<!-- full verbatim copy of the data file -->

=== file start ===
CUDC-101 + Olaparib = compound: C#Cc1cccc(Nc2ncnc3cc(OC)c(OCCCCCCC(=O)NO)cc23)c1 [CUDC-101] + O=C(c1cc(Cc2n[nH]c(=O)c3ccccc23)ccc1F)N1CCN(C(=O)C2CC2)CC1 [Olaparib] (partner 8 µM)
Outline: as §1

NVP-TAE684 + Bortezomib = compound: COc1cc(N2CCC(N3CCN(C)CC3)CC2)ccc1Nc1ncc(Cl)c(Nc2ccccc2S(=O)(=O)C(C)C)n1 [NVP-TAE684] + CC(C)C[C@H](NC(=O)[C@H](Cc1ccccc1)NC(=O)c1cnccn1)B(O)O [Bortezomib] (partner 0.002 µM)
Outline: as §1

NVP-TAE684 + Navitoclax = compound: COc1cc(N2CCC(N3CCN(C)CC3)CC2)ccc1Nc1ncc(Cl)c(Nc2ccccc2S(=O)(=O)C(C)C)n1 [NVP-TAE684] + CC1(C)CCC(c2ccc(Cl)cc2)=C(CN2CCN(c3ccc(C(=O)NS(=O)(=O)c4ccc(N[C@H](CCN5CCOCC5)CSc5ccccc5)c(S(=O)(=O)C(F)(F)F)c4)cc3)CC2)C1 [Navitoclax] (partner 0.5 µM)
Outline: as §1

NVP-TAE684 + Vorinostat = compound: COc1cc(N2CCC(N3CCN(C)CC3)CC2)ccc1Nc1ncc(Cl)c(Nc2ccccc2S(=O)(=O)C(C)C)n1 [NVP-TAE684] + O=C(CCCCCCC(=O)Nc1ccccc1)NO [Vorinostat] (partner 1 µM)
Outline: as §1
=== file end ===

CUDC-101 + Olaparib = compound: C#Cc1cccc(Nc2ncnc3cc(OC)c(OCCCCCCC(=O)NO)cc23)c1 [CUDC-101] + O=C(c1cc(Cc2n[nH]c(=O)c3ccccc23)ccc1F)N1CCN(C(=O)C2CC2)CC1 [Olaparib] (partner 8 µM)
Outline: as §1

NVP-TAE684 + Bortezomib = compound: COc1cc(N2CCC(N3CCN(C)CC3)CC2)ccc1Nc1ncc(Cl)c(Nc2ccccc2S(=O)(=O)C(C)C)n1 [NVP-TAE684] + CC(C)C[C@H](NC(=O)[C@H](Cc1ccccc1)NC(=O)c1cnccn1)B(O)O [Bortezomib] (partner 0.002 µM)
Outline: as §1

NVP-TAE684 + Navitoclax = compound: COc1cc(N2CCC(N3CCN(C)CC3)CC2)ccc1Nc1ncc(Cl)c(Nc2ccccc2S(=O)(=O)C(C)C)n1 [NVP-TAE684] + CC1(C)CCC(c2ccc(Cl)cc2)=C(CN2CCN(c3ccc(C(=O)NS(=O)(=O)c4ccc(N[C@H](CCN5CCOCC5)CSc5ccccc5)c(S(=O)(=O)C(F)(F)F)c4)cc3)CC2)C1 [Navitoclax] (partner 0.5 µM)
Outline: as §1

NVP-TAE684 + Vorinostat = compound: COc1cc(N2CCC(N3CCN(C)CC3)CC2)ccc1Nc1ncc(Cl)c(Nc2ccccc2S(=O)(=O)C(C)C)n1 [NVP-TAE684] + O=C(CCCCCCC(=O)Nc1ccccc1)NO [Vorinostat] (partner 1 µM)
Outline: as §1